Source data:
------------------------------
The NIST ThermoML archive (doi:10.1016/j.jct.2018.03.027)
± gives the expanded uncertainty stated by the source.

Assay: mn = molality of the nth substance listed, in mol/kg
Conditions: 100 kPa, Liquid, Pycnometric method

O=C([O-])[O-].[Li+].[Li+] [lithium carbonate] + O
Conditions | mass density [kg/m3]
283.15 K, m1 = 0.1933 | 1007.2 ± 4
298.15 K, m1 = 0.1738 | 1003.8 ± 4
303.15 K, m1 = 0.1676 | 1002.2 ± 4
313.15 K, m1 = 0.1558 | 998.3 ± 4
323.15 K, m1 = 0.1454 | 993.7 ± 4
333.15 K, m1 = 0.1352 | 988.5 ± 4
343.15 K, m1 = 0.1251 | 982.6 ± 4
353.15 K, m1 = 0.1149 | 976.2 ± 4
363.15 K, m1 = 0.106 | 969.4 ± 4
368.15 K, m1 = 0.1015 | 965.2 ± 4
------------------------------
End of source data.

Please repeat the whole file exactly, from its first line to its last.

The NIST ThermoML archive (doi:10.1016/j.jct.2018.03.027)
± gives the expanded uncertainty stated by the source.

Assay: mn = molality of the nth substance listed, in mol/kg
Conditions: 100 kPa, Liquid, Pycnometric method

O=C([O-])[O-].[Li+].[Li+] [lithium carbonate] + O
Conditions | mass density [kg/m3]
283.15 K, m1 = 0.1933 | 1007.2 ± 4
298.15 K, m1 = 0.1738 | 1003.8 ± 4
303.15 K, m1 = 0.1676 | 1002.2 ± 4
313.15 K, m1 = 0.1558 | 998.3 ± 4
323.15 K, m1 = 0.1454 | 993.7 ± 4
333.15 K, m1 = 0.1352 | 988.5 ± 4
343.15 K, m1 = 0.1251 | 982.6 ± 4
353.15 K, m1 = 0.1149 | 976.2 ± 4
363.15 K, m1 = 0.106 | 969.4 ± 4
368.15 K, m1 = 0.1015 | 965.2 ± 4